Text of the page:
A tumor-targeting and tumor-penetrating nanoparticle that can deliver small interfering RNAs (siRNAs) deep into a cancer could help speed the screening and validation of putative genetic targets and also form the basis of a therapeutic siRNA platform, scientists claim. Initial in vivo experiments using the technology have validated a gene known as ID4 as a target for high-grade cancers, and demonstrated that suppressing the gene inhibits the growth of established tumors in mice and improves survival.

Developed by researchers at the Massachusetts Institute of Technology (MIT), the Dana-Farber Cancer Institute, and the Broad Institute, the targeted tumor-penetrating nanocomplex (TPN) particles comprise a gene-specific siRNA complexed with a tandem tumor-penetrating and membrane-translocating peptide.

Essentially, these nanoparticles can be designed to switch off a gene identified as a potential tumor target in cancer-bearing mice, to evaluate whether there is any therapeutic effect. This approach is much faster than generating engineered mice that either lack or overexpress the target, a process that can take years, explain MIT’s Sangeeta Bhatia, Ph.D., and Harvard Medical School’s William Hahn, Ph.D., who have spearheaded the work. Importantly, using siRNAs as gene inhibitors rather than directly inhibiting a protein, it should be possible to address otherwise undruggable targets that cant be modulated using traditional drug molecules.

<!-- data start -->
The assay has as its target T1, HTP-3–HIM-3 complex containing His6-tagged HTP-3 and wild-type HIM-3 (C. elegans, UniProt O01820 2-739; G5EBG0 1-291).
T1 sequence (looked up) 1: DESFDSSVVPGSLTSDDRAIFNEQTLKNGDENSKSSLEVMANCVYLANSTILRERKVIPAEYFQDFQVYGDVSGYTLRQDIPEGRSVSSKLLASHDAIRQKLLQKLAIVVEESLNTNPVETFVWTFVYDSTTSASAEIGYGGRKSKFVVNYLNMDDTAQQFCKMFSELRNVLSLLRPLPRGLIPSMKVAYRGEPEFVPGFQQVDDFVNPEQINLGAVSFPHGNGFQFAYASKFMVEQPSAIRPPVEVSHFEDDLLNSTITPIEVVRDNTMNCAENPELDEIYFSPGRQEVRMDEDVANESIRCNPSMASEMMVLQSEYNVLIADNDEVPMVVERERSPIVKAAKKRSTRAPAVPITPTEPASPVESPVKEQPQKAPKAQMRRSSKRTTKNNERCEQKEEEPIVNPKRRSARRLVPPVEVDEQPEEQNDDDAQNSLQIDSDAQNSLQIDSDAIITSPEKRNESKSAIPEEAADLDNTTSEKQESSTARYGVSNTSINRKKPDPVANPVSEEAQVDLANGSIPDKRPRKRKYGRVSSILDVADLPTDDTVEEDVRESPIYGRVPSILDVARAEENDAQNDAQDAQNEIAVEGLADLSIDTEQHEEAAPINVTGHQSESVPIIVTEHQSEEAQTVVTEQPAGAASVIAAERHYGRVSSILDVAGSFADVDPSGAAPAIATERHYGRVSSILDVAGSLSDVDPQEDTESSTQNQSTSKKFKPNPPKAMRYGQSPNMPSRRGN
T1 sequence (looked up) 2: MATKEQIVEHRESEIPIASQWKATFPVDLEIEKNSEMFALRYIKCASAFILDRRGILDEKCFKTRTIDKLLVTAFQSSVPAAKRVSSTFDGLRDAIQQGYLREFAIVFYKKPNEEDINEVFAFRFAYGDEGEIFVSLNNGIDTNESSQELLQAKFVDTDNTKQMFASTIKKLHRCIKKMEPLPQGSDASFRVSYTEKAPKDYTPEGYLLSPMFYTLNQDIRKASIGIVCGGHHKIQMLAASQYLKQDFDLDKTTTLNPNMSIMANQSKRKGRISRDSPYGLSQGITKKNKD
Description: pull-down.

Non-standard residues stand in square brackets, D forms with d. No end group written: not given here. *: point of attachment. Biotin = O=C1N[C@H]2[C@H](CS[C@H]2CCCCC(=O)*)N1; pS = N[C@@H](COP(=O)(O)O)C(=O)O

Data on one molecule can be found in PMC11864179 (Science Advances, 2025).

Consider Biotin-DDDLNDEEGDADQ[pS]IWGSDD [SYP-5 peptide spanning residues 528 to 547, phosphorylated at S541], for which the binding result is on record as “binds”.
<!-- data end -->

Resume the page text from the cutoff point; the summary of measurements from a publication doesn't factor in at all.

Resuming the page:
Hahn heads up Project Achilles, an initiative focused on identifying new cancer targets emerging from the National Cancer Institute’s cancer genome sequencing project. The work has to date identified a number of putative targets for high-grade serous ovarian cancer (HGSC). The researchers used the nanoparticle technology to test the validity of one particular target, ID4, a helix-loop-helix (HLH) transcriptional regulator, which genome analyses studies suggest is amplified in about 32% of HGSCs, and overexpressed in most primary ovarian cancers as well as ovarian cancer cell lines and cell lines derived from a range of other cancer types.

Drs. Hahn and Bahtia teamed up to develop a TPN carrying an siRNA targeting ID4. Administering the construct to experimental mice carrying ovarian cancer tumors led to significant tumor regression and increased survival. The researchers claim their results not only validate ID4 as an oncogene in a large proportion of high-grade ovarian cancers, but also provide “a framework for the identification, validation, and understanding of potential therapeutic cancer targets.”

Their work is published in Science Translational Medicine, in a paper titled “Targeted Tumor-Penetrating siRNA Nanocomplexes for Credentialing the Ovarian Cancer Oncogene ID4.”

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